Disclose to your SO If in a committed monogamous relationship, then I’d suggest this is an [i]ideal[/i] to aim for. I appreciate this is fraught with risk for some but if were really going to nurture our primary relationship, it needs to be built on honesty and trust. That means sharing difficult stuff. It may be you need some marriage counselling first.

Think of limerence as a creature- the limerbeast-that you are battling for control of your mind and emotions. The limerbeast is big and strong and living comfortably in your brain like a hookworm  so it’s virtually impossible to fight it head-on. I found that the best way to fight it was by small acts of defiance, such as: distracting myself from thinking about LO for a few minutes, resisting the urge to text LO, not looking at her, etc–kind of mental guerilla warfare. I envisioned each little act of defiance putting a dart into the beast. You’ll know when the dart goes in because the beast will react badly to the defiance. Over time those little darts take a toll on the beast and you can fight harder. It also makes fighting limerence a little more appealing because you have a tangible enemy to target.

You need some common sense rules to guide you when your limerent desire is really heated up.  One rule of thumb for me was: If I want to do something related to LO, it is usually a bad idea. If I don’t want to do something related to LO, it is usually a good idea to do it. It’s nice to have rules like that to fall back on when limerence skews your thinking and feelings. Limerence causes very, very strong emotions and your desires seem totally justified because they come from within and are so intense.

Make a list of LO’s flaws. Limerence literally rewrites history so only flaws in our SO and only the perfection in our LO. Our rational brain knows LO is not perfect, but our rational brain is pushed into a corner by all our intense emotions.  Give our rational brain a fighting chance to bring common sense back into play.  Look at it every now and then to remind yourself that LO is not a god, a madonna nor adonis.

Read everything you can on limerence, love addiction, relationships There are some good reading lists on this forum. Knowledge is power. Take responsibility for your own healing.

Use the people on this forum for advice, comfort, insight Reading and commenting on other people’s limerence can give greater insight into your own limerence.

Keep a journal of your feelings and experiences along the journey. It helps to note what works, what is hard, what you learn, etc.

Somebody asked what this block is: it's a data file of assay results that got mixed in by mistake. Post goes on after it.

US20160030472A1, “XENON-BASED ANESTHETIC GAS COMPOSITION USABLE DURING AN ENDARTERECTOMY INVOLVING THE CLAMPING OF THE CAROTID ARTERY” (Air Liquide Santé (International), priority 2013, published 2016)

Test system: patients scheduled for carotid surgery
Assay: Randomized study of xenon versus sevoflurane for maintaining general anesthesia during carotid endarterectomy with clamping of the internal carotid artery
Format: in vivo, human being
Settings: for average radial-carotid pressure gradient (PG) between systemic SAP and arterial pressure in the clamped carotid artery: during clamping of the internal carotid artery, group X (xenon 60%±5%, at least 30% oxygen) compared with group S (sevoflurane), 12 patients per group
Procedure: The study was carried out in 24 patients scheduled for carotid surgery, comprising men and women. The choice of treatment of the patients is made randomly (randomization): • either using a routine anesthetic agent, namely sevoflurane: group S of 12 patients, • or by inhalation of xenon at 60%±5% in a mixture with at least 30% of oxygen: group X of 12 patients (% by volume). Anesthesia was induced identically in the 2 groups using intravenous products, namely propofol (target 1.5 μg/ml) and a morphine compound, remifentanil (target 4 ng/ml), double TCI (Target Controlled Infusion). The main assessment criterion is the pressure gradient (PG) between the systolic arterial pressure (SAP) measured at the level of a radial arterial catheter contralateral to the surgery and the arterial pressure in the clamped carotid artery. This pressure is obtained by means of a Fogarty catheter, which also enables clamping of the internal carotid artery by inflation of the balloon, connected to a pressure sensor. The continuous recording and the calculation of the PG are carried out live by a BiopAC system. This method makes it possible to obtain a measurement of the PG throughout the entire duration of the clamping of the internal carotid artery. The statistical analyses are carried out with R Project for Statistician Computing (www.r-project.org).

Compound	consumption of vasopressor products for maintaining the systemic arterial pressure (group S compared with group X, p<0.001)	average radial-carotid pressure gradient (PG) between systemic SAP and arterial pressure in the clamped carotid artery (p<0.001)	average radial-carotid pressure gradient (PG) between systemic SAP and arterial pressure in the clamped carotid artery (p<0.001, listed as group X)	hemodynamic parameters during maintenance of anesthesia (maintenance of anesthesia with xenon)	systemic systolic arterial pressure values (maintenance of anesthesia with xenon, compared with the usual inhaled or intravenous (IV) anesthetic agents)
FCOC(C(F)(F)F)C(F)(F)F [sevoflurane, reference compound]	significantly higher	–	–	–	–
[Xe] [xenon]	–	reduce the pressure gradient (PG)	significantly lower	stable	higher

Meditate and practice mindfulness Many report these centreing techniques have helped calm the mind. Being present in the hear and now takes us away from past hurts and future fantasies. As Fritz Perl’s so eloquently stated – anxiety is the gap between now and the future

Don’t make life changing decisions under the influence of limerence The neuro chemicals that are released in limerence are so potent that our thinking and judgement becomes completely distorted.  Wait until to fog has lifted. This will take months or more likely a few years. I wish it were quicker. Generally its not.

Click here for an excellent article on healing from early life deprivation and faulty attachments.  I believe these are at the root of limerence and most other addictions:


David qualified as a Medical Doctor (GMC number 2941565) in 1984 from St. Thomas’ hospital, London. He obtained his GP and family planning certification. In 1999 he left medicine to set up docleaf, a leading Crisis Management and Trauma Psychology Consultancy. He has experience as a hypnotherapist and holds a postgraduate diploma in psychotherapy and counselling from the Centre of Counselling and Psychotherapy Education in London and is currently studying for an advance diploma in executive coaching.

David spends part of his time as an executive coach and running docleaf leadership which works with CEO’s and other C suite leaders in helping them develop and grow.

David has written extensively about limerence, sex and love addiction as well as trauma and PTSD. His interest in romantic relationships led him to set up www.limerence.net, a support forum to help those impacted by this debilitating condition.

David is passionate about men’s work and his mission in life is to help people become more conscious by teaching and helping others and continuing his own self-development. He is actively involved in volunteering with the ManKind Project charity which helps men live their lives with more integrity, honesty and taking more personal responsibility.